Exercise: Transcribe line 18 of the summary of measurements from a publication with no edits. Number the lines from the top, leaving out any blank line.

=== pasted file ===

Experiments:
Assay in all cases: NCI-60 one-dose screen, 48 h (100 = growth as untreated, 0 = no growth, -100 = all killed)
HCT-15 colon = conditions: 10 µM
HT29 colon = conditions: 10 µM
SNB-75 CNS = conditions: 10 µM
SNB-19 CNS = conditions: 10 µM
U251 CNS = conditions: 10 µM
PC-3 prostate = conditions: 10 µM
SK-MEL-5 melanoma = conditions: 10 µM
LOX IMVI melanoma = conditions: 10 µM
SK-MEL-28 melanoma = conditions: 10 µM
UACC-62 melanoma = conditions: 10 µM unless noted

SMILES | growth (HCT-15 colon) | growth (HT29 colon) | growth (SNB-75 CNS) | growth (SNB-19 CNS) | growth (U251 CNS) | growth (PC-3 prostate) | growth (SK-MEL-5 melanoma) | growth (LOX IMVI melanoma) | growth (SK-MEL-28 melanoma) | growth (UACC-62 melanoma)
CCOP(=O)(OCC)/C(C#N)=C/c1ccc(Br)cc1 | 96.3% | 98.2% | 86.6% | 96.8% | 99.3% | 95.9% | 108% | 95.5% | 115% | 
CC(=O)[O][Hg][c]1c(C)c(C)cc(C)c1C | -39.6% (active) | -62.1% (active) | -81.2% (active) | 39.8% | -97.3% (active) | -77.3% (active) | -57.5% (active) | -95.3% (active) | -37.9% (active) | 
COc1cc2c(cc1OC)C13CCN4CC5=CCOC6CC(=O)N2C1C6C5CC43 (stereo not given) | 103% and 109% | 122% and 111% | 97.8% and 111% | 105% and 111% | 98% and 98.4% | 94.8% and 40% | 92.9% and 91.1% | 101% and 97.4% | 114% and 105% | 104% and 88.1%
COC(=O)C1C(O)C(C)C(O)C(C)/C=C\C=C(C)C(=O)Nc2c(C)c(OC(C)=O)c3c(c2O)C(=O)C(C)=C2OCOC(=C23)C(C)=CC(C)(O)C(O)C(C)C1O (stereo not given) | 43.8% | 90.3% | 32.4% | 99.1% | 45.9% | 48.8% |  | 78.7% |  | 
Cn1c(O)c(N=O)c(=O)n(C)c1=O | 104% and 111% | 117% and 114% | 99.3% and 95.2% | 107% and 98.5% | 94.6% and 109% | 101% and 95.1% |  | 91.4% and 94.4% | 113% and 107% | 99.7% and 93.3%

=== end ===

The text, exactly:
Cn1c(O)c(N=O)c(=O)n(C)c1=O | 104% and 111% | 117% and 114% | 99.3% and 95.2% | 107% and 98.5% | 94.6% and 109% | 101% and 95.1% |  | 91.4% and 94.4% | 113% and 107% | 99.7% and 93.3%